There is mention of the full moon grabbing the rider's attention being an influencer and I was quick to brush this off, but after a second thought, I recalled seeing a huge reddish full moon one evening while driving and fixating on it for a moment. As riders we are often reminded of the smaller window for error and as much as it pains me to say, they might have won me over, I can see how a full moon could get you into trouble. It’s important to remember the study doesn't definitively say, the full moon is the cause (any study that implicitly states causality is definitely suspect) but there is easily enough data that show that for every two full moons there is an additional rider fatality.

U.S.,Canada, United Kingdom and Australia: the results are the same

There were some interesting things that the study mentioned that I never considered. The moon just seems to be a "natural distraction". The brightness of the full moon or supermoon can create changes in perception that can cause a rider to misjudge distance and the supermoon or full moon tends to lead to more activity from humans and animals alike.

To avoid bias to the US and account for different cultures and climates, the researchers used similar data sets and replicated the entire study for Canada, the United Kingdom and Australia. The datasets were smaller for each country and therefore not statistically significant but the results matched the conclusions found in the U.S.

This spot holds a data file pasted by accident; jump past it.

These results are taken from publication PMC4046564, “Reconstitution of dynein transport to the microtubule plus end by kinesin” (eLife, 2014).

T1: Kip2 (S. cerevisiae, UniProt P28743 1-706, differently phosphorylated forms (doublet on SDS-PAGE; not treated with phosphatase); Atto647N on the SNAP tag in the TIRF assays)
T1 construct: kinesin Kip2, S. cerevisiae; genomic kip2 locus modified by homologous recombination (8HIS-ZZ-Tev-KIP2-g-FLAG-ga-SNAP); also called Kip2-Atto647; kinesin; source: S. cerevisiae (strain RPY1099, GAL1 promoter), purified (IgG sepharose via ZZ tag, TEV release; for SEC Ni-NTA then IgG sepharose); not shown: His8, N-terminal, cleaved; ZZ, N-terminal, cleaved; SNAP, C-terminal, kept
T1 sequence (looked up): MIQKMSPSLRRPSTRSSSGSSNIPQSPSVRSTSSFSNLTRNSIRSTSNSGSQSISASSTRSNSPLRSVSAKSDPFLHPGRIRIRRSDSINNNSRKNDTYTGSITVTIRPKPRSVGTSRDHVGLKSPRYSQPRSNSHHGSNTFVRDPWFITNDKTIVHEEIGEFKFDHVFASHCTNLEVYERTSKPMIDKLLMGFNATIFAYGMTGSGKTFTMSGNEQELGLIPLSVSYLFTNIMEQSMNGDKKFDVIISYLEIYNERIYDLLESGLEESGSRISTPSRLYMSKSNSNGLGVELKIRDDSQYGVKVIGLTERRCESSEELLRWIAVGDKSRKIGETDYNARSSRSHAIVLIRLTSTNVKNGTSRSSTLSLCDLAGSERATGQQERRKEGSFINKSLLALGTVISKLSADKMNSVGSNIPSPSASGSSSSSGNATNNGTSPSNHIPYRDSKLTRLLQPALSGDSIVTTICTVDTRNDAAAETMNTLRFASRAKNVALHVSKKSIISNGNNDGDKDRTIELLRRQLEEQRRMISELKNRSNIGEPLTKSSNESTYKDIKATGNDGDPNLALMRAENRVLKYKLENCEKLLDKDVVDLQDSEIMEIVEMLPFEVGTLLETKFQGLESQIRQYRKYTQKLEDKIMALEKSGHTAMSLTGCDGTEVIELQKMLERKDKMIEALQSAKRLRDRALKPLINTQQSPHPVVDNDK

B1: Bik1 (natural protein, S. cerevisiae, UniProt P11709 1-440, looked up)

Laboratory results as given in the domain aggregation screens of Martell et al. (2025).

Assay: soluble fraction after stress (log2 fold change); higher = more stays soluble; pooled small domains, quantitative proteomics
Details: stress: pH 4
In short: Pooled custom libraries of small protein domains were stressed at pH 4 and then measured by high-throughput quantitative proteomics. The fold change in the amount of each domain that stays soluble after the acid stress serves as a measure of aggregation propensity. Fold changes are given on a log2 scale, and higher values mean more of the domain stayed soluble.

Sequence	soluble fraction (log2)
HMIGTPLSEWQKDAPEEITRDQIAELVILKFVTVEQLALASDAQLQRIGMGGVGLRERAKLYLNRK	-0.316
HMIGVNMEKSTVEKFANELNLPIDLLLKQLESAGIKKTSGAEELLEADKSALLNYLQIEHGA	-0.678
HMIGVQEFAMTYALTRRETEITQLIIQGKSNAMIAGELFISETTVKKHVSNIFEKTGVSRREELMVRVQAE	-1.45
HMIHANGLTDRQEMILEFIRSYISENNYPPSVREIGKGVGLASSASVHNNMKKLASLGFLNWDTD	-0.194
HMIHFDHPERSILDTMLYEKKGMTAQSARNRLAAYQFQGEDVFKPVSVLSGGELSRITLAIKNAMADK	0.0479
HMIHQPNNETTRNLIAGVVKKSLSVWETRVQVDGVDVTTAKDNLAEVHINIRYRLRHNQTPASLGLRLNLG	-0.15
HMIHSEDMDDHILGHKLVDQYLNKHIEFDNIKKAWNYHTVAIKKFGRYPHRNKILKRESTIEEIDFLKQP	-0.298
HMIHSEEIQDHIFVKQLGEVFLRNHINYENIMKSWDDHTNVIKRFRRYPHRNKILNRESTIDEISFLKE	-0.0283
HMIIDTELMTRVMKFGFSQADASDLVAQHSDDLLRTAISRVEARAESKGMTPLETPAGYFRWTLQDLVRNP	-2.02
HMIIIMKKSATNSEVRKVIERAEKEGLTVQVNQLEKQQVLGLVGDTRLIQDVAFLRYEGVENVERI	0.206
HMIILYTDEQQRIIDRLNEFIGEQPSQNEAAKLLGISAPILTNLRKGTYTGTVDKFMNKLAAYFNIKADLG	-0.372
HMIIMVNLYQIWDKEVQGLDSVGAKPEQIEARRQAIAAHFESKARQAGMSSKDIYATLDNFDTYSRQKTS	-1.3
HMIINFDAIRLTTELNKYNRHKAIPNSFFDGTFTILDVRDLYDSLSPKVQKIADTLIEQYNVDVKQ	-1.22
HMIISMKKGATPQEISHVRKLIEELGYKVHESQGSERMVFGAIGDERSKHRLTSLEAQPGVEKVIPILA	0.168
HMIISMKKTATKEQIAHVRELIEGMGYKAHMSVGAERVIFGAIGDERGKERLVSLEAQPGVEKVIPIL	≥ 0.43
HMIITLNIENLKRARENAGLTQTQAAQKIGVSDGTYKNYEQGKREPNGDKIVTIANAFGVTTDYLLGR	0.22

Super Moon at 12 o'clock (Credit:

Super Moon at 12 o'clock (Credit:

Stay focused and don't let your mind drift when you're riding under the full moon

It sounds like riders have a new risk factor to adjust for, but riders don't have to shoulder all the blame. For some reason, the full moon tends to make us take more risks, the lunacy (which is what its called) is quite real and has been documented before. In fact, the inclusion of the moon in many advertisements for cars, and vacations was what sparked this research. See: Dark side of the moon: Motorcycle deaths linked to full moons

The good news for riders is that the remedy for this risk is nothing new. Stay focused and try not to let your mind drift when you're riding. I'll give the authors kudos because their recommendations are ones I whole heartedly endorse; maximize visibility, wear protective gear, keep your bike in good working order, scan the road, think about the weather, don't stunt ride on public roads and watch out for vehicles turning left. Smart riders do these things anyway. This study may not be presenting new solutions for riders, but the next time you are out riding at night, knowing the full moon can be a factor against you could mean you'll be able to snap yourself back into focus if you catch yourself gazing at its brilliance.

The NASA graphic shows the phases of the moon

The NASA graphic shows the phases of the moon

Each moon has a different name, here's the full moon schedule for 2023!

January 6th you'll see the full Wolf Moon.

February 5th, is the full Snow Moon.

March 7th, you have full Worm Moon.

April 6th is full Pink Moon.

May 5th is full Flower Moon.

June 3rd is full Strawberry Moon.

July 3rd, you'll see full Buck Moon.

August 1st is the full Sturgeon Moon.

August 30th is the full Blue Moon.

September 29th is the full Corn Moon.

October 28th is the full Hunter's Moon.

November 27th is the full Beaver Moon.

December 26th is the full Cold Moon.